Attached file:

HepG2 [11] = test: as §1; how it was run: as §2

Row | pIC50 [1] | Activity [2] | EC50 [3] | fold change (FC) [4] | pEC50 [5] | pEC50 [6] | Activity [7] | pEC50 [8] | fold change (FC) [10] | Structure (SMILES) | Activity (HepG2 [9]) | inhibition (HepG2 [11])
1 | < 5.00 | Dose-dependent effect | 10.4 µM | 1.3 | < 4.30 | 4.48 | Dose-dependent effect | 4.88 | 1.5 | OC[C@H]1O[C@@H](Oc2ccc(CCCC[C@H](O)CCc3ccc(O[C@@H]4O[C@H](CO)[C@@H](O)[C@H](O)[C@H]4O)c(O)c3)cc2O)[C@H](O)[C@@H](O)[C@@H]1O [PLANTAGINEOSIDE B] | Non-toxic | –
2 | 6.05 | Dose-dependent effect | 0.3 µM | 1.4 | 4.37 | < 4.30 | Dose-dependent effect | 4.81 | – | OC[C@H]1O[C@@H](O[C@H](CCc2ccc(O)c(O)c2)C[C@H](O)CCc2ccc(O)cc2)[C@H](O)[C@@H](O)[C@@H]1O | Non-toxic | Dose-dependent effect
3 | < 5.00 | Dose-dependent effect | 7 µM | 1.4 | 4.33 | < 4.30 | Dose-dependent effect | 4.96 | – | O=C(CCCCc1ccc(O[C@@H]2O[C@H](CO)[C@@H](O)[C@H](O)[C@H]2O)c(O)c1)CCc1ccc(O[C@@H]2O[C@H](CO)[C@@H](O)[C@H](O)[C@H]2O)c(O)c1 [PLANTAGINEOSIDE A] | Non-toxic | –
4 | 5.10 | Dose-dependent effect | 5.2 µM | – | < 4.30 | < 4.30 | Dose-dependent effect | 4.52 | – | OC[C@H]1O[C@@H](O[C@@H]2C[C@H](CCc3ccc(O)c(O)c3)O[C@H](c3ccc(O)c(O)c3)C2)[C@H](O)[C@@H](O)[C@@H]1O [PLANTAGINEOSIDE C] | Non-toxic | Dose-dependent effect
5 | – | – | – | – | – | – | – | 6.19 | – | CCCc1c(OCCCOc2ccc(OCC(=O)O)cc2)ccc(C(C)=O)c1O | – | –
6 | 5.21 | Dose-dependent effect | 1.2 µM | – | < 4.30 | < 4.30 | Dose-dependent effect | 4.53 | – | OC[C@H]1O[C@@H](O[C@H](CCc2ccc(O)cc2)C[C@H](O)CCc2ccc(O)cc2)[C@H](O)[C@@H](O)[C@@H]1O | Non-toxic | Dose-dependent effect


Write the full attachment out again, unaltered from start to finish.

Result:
HepG2 [11] = test: as §1; how it was run: as §2

Row | pIC50 [1] | Activity [2] | EC50 [3] | fold change (FC) [4] | pEC50 [5] | pEC50 [6] | Activity [7] | pEC50 [8] | fold change (FC) [10] | Structure (SMILES) | Activity (HepG2 [9]) | inhibition (HepG2 [11])
1 | < 5.00 | Dose-dependent effect | 10.4 µM | 1.3 | < 4.30 | 4.48 | Dose-dependent effect | 4.88 | 1.5 | OC[C@H]1O[C@@H](Oc2ccc(CCCC[C@H](O)CCc3ccc(O[C@@H]4O[C@H](CO)[C@@H](O)[C@H](O)[C@H]4O)c(O)c3)cc2O)[C@H](O)[C@@H](O)[C@@H]1O [PLANTAGINEOSIDE B] | Non-toxic | –
2 | 6.05 | Dose-dependent effect | 0.3 µM | 1.4 | 4.37 | < 4.30 | Dose-dependent effect | 4.81 | – | OC[C@H]1O[C@@H](O[C@H](CCc2ccc(O)c(O)c2)C[C@H](O)CCc2ccc(O)cc2)[C@H](O)[C@@H](O)[C@@H]1O | Non-toxic | Dose-dependent effect
3 | < 5.00 | Dose-dependent effect | 7 µM | 1.4 | 4.33 | < 4.30 | Dose-dependent effect | 4.96 | – | O=C(CCCCc1ccc(O[C@@H]2O[C@H](CO)[C@@H](O)[C@H](O)[C@H]2O)c(O)c1)CCc1ccc(O[C@@H]2O[C@H](CO)[C@@H](O)[C@H](O)[C@H]2O)c(O)c1 [PLANTAGINEOSIDE A] | Non-toxic | –
4 | 5.10 | Dose-dependent effect | 5.2 µM | – | < 4.30 | < 4.30 | Dose-dependent effect | 4.52 | – | OC[C@H]1O[C@@H](O[C@@H]2C[C@H](CCc3ccc(O)c(O)c3)O[C@H](c3ccc(O)c(O)c3)C2)[C@H](O)[C@@H](O)[C@@H]1O [PLANTAGINEOSIDE C] | Non-toxic | Dose-dependent effect
5 | – | – | – | – | – | – | – | 6.19 | – | CCCc1c(OCCCOc2ccc(OCC(=O)O)cc2)ccc(C(C)=O)c1O | – | –
6 | 5.21 | Dose-dependent effect | 1.2 µM | – | < 4.30 | < 4.30 | Dose-dependent effect | 4.53 | – | OC[C@H]1O[C@@H](O[C@H](CCc2ccc(O)cc2)C[C@H](O)CCc2ccc(O)cc2)[C@H](O)[C@@H](O)[C@@H]1O | Non-toxic | Dose-dependent effect